Let's say you're looking at a different problem which — at this stage — contains both a multiplication sign and a division symbol. Your job would be to perform the two operations in order from left to right.

The concept is best explained by way of example. If the equation reads 8 ÷ 4 x 3, first you'd divide the 8 by the 4, giving you 2. Then — and only then — would you multiply that 2 by 3. We now return to our regularly scheduled math problem:

9 – 6 x 4 + 25 = ?

Whoever wrote the original equation kept things nice and simple; there's nary a division sign in sight and only one multiplication symbol. Thank you, merciful exam gods.

Without further ado, we're going to multiply the 6 by the 4, giving us 24.

9 – 24 + 25 = ?

Time to Add and Subtract

As with multiplication and division, addition and subtraction are part of the same step. Once again, we're performing these two operations in order, from left to right. So we're going to have to subtract that 24 from the 9.

Doing so will give us a negative number, specifically -15.

But the 25 is a positive number. So in its current form, the equation consists of a negative 15 plus a positive 25. And when you add those two together, you get a positive 10.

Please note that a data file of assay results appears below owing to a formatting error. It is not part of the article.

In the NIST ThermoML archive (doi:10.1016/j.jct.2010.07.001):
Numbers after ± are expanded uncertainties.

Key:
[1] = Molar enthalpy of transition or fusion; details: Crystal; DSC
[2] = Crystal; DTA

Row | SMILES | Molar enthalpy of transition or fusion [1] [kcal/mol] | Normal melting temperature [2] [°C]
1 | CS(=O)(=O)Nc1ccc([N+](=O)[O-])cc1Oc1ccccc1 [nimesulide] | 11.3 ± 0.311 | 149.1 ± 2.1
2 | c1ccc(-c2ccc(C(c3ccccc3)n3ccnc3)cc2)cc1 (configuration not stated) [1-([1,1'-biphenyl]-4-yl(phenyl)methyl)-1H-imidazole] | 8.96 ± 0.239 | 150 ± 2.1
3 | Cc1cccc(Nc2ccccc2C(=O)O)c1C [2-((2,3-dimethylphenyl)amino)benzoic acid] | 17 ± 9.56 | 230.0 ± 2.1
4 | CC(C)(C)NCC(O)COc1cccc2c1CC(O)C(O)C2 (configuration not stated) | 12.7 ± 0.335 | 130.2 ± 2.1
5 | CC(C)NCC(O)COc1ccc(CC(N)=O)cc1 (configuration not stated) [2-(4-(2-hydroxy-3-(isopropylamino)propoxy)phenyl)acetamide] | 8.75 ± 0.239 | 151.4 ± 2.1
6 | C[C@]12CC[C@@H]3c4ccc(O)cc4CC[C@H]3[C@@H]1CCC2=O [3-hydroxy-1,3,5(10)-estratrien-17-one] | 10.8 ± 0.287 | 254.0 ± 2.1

So there it is. The answer to our riddle.

9 – (2 x 3) x 4 + 5² = 10

Double Parentheses: Proceed With Care

Before we part ways, there are a few more things you should know. You may someday find yourself looking at a complex equation with lots of different operations sandwiched between two parentheses. Maybe something like this:

9 – ((2³ – 3) x 8) ÷ 6 = ?

Don't sweat it. If you're trying to solve math problems with multiple operations, following the PEMDAS sequence ensures consistent and accurate results. All you've got to do is work through the PEMDAS process inside those parentheses before you move on to the rest of the problem.

Here, you'd take care of the exponent first (i.e., the 2³), then handle the subtraction in that set of parenthesis before moving on to the multiplication in the next level of parenthesis. Easy-peasy. (In case you're interested, the answer to the equation is 2 1/3, or 2.33 if you prefer decimals.)



Here are some other PEMDAS-eque conventions and methods related to arithmetic expressions: